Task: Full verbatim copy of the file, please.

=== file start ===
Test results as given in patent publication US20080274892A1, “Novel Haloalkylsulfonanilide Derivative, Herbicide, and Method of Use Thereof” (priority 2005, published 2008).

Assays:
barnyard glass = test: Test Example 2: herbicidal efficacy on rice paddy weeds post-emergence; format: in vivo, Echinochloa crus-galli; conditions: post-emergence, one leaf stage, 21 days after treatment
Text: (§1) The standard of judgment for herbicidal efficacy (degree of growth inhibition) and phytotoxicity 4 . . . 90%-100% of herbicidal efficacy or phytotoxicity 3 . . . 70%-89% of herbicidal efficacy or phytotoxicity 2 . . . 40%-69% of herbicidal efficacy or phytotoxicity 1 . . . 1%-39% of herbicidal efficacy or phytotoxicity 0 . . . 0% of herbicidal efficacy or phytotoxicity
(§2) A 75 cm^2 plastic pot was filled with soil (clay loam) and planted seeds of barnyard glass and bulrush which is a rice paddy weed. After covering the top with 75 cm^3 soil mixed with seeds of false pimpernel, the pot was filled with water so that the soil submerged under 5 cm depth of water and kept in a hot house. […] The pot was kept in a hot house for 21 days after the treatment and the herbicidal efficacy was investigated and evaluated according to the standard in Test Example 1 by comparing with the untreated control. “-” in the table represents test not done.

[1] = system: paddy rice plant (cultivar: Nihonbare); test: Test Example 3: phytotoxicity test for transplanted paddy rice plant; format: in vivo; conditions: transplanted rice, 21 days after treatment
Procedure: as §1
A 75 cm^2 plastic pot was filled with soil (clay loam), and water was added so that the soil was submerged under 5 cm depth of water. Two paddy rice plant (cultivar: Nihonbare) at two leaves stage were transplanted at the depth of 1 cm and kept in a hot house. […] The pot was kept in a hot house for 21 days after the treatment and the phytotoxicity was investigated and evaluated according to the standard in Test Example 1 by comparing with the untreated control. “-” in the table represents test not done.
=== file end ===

Test results as given in patent publication US20080274892A1, “Novel Haloalkylsulfonanilide Derivative, Herbicide, and Method of Use Thereof” (priority 2005, published 2008).

Assays:
barnyard glass = test: Test Example 2: herbicidal efficacy on rice paddy weeds post-emergence; format: in vivo, Echinochloa crus-galli; conditions: post-emergence, one leaf stage, 21 days after treatment
Text: (§1) The standard of judgment for herbicidal efficacy (degree of growth inhibition) and phytotoxicity 4 . . . 90%-100% of herbicidal efficacy or phytotoxicity 3 . . . 70%-89% of herbicidal efficacy or phytotoxicity 2 . . . 40%-69% of herbicidal efficacy or phytotoxicity 1 . . . 1%-39% of herbicidal efficacy or phytotoxicity 0 . . . 0% of herbicidal efficacy or phytotoxicity
(§2) A 75 cm^2 plastic pot was filled with soil (clay loam) and planted seeds of barnyard glass and bulrush which is a rice paddy weed. After covering the top with 75 cm^3 soil mixed with seeds of false pimpernel, the pot was filled with water so that the soil submerged under 5 cm depth of water and kept in a hot house. […] The pot was kept in a hot house for 21 days after the treatment and the herbicidal efficacy was investigated and evaluated according to the standard in Test Example 1 by comparing with the untreated control. “-” in the table represents test not done.

[1] = system: paddy rice plant (cultivar: Nihonbare); test: Test Example 3: phytotoxicity test for transplanted paddy rice plant; format: in vivo; conditions: transplanted rice, 21 days after treatment
Procedure: as §1
A 75 cm^2 plastic pot was filled with soil (clay loam), and water was added so that the soil was submerged under 5 cm depth of water. Two paddy rice plant (cultivar: Nihonbare) at two leaves stage were transplanted at the depth of 1 cm and kept in a hot house. […] The pot was kept in a hot house for 21 days after the treatment and the phytotoxicity was investigated and evaluated according to the standard in Test Example 1 by comparing with the untreated control. “-” in the table represents test not done.